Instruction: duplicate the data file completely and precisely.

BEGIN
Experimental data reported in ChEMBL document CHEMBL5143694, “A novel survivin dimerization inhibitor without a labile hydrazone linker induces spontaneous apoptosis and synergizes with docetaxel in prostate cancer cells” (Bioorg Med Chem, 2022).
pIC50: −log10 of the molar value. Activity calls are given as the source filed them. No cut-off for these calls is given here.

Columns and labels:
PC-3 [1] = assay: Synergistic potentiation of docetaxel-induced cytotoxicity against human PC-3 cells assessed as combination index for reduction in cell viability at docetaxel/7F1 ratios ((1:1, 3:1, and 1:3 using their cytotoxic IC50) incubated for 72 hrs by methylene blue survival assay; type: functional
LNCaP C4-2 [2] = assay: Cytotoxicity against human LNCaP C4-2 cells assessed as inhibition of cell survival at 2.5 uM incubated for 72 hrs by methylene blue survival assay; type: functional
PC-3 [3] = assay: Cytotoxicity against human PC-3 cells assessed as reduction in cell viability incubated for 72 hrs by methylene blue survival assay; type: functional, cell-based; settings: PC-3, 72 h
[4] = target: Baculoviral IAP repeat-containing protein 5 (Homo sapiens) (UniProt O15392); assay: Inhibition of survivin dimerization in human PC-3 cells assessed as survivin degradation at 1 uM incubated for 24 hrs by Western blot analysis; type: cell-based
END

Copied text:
Experimental data reported in ChEMBL document CHEMBL5143694, “A novel survivin dimerization inhibitor without a labile hydrazone linker induces spontaneous apoptosis and synergizes with docetaxel in prostate cancer cells” (Bioorg Med Chem, 2022).
pIC50: −log10 of the molar value. Activity calls are given as the source filed them. No cut-off for these calls is given here.

Columns and labels:
PC-3 [1] = assay: Synergistic potentiation of docetaxel-induced cytotoxicity against human PC-3 cells assessed as combination index for reduction in cell viability at docetaxel/7F1 ratios ((1:1, 3:1, and 1:3 using their cytotoxic IC50) incubated for 72 hrs by methylene blue survival assay; type: functional
LNCaP C4-2 [2] = assay: Cytotoxicity against human LNCaP C4-2 cells assessed as inhibition of cell survival at 2.5 uM incubated for 72 hrs by methylene blue survival assay; type: functional
PC-3 [3] = assay: Cytotoxicity against human PC-3 cells assessed as reduction in cell viability incubated for 72 hrs by methylene blue survival assay; type: functional, cell-based; settings: PC-3, 72 h
[4] = target: Baculoviral IAP repeat-containing protein 5 (Homo sapiens) (UniProt O15392); assay: Inhibition of survivin dimerization in human PC-3 cells assessed as survivin degradation at 1 uM incubated for 24 hrs by Western blot analysis; type: cell-based